Monday, October 7, 2013

Faith and Powerlessness

Sermon for the Twentieth Sunday after Pentecost from Bishop Jake Owensby:


Let’s face it, some of the things we ask of Jesus must lead him to think, “Really!?!
When we ask for a convenient parking space because we’ve over-scheduled ourselves, or we plead with him to pass a test for which we’ve scarcely studied, or promise to do better if we just get away with a repeated stupidity this last time, a little frustration from Jesus seems completely understandable.
But asking for more faith seems like a really Jesus-y request.  That’s why Jesus’ response to his disciples in today’s Gospel can leave us a little puzzled.  (Luke 17:5-10)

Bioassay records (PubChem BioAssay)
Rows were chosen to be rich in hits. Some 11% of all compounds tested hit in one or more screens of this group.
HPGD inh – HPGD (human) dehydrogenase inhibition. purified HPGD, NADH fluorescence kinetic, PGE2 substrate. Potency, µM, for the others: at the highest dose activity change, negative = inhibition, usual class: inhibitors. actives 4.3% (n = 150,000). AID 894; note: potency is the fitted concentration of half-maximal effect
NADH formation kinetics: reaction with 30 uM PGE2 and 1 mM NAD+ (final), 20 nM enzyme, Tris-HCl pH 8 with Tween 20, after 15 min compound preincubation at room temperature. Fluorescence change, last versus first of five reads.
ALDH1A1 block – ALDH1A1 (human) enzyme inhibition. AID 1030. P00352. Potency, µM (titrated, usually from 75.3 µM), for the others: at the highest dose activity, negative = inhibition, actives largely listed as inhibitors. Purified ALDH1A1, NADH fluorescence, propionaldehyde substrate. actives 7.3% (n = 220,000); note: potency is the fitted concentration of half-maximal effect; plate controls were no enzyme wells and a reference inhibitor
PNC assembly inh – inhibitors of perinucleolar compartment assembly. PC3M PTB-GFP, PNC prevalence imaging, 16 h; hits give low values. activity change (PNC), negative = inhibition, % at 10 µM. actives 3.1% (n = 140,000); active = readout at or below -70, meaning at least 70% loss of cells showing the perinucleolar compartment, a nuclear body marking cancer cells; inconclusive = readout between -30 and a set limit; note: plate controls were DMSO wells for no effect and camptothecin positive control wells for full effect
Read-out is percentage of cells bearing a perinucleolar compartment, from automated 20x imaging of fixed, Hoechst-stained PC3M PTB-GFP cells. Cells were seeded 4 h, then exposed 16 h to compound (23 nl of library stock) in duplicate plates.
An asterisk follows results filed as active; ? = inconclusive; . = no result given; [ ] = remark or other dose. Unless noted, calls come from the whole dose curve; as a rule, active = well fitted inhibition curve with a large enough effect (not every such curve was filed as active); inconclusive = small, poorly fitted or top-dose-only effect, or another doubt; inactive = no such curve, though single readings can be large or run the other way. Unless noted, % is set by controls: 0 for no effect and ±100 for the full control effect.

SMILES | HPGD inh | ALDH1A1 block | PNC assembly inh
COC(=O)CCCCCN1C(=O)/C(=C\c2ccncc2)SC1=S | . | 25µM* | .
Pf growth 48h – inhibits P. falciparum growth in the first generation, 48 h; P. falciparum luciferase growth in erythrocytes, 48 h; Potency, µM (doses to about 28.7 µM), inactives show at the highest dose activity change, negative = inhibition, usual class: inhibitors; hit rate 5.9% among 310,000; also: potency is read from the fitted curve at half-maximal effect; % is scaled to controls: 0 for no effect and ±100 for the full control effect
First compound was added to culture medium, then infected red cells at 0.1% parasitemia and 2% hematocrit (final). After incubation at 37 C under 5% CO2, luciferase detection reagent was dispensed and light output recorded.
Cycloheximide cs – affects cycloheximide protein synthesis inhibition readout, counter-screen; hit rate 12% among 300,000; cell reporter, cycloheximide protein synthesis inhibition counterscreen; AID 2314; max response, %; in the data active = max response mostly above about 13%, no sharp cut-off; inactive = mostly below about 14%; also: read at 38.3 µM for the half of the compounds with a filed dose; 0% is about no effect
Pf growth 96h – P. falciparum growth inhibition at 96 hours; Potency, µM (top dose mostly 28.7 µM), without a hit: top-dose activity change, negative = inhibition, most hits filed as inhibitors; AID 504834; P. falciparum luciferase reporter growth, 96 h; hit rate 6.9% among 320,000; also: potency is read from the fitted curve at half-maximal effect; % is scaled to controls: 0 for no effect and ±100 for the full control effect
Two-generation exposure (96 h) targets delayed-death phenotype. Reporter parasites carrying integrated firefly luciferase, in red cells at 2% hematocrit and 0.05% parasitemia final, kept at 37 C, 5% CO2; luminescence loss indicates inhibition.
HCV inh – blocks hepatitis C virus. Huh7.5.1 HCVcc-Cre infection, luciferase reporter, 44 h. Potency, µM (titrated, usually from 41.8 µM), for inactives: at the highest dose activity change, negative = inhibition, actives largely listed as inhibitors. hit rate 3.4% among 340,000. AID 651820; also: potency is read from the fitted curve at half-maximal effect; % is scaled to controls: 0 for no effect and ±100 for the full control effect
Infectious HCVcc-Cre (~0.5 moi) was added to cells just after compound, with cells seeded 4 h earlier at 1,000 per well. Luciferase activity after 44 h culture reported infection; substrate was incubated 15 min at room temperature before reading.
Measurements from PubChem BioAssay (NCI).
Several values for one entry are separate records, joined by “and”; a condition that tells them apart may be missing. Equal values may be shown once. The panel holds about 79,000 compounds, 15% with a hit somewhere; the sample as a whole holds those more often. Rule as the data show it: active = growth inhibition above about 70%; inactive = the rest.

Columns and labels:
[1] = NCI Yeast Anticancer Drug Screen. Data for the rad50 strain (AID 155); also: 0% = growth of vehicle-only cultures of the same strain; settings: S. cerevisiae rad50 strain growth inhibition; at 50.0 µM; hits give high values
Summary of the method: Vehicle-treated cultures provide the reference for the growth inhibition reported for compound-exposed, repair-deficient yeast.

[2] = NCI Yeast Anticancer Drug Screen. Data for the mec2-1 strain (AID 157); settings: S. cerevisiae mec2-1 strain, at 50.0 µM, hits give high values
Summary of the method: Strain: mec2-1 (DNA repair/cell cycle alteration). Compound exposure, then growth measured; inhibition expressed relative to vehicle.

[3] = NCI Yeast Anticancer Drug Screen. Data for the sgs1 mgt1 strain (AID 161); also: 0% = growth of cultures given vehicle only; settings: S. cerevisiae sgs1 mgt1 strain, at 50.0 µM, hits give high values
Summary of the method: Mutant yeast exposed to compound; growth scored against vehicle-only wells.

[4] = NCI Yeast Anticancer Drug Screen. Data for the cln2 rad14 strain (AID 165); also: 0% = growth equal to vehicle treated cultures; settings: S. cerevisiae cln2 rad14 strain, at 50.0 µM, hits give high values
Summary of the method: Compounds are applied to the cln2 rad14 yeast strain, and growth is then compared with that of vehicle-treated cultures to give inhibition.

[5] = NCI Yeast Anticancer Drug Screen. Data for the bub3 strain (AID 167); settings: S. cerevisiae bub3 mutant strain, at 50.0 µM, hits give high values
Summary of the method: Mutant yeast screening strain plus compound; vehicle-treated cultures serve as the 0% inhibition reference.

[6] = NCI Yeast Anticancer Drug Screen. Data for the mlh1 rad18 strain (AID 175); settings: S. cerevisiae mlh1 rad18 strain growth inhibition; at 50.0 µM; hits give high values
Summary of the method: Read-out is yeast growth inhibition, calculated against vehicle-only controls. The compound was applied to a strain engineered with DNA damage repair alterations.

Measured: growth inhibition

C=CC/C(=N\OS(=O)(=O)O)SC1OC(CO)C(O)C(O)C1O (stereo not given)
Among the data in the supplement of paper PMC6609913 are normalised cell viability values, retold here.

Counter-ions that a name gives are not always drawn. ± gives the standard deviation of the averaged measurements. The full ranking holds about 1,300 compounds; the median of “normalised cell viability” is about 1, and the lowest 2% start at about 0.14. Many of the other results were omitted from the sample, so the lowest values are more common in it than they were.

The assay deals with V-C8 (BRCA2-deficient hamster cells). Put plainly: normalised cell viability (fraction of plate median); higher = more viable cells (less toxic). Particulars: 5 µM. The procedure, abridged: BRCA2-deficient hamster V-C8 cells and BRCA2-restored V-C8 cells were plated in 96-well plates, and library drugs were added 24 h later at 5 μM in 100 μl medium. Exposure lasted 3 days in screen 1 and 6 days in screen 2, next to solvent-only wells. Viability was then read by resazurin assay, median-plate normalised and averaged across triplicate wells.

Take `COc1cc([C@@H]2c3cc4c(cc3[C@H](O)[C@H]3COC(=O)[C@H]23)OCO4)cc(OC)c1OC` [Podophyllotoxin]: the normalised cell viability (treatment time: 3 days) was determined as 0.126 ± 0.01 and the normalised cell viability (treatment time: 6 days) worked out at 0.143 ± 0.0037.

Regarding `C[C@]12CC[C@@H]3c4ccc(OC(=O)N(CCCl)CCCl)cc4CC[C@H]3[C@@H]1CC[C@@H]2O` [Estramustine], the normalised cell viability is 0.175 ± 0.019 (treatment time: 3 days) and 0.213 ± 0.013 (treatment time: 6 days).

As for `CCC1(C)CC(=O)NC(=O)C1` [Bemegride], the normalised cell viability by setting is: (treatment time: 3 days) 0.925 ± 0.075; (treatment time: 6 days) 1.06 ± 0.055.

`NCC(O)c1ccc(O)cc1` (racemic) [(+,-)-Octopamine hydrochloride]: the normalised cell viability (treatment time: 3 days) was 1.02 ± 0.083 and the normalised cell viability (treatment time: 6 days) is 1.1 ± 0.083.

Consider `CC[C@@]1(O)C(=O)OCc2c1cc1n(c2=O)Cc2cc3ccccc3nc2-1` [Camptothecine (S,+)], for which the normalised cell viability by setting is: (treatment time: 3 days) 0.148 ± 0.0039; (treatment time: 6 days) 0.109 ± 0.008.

http://2.bp.blogspot.com/-Q6njOnj7_K8/Uk8sDejHaII/AAAAAAAABkE/4p64XBTtcIo/s1600/Rene+Magritte's+"Good+Faith".jpg
Rene Magritte's "Good Faith"
Instead of giving them the faith he wants them to have in the first place, he tells them what even a nanogram of faith could do, if they actually had a nanogram of it..
As if that weren’t bad enough, Jesus goes on to tell a parable whose point initially appears to be something like this: Don’t get all puffed up about the good you do.  You’ve only done what God expects.  There’s no extra credit for that.
Jesus has a radical lesson for his disciples--for us--in all of this.  The life of faith is apparently not what we often think it is.  Let’s take a closer look at the life of faith by exploring three questions:
First, what is faith?
Second, how does faith shape our behavior?
Finally, why does faith lead to a life of service?
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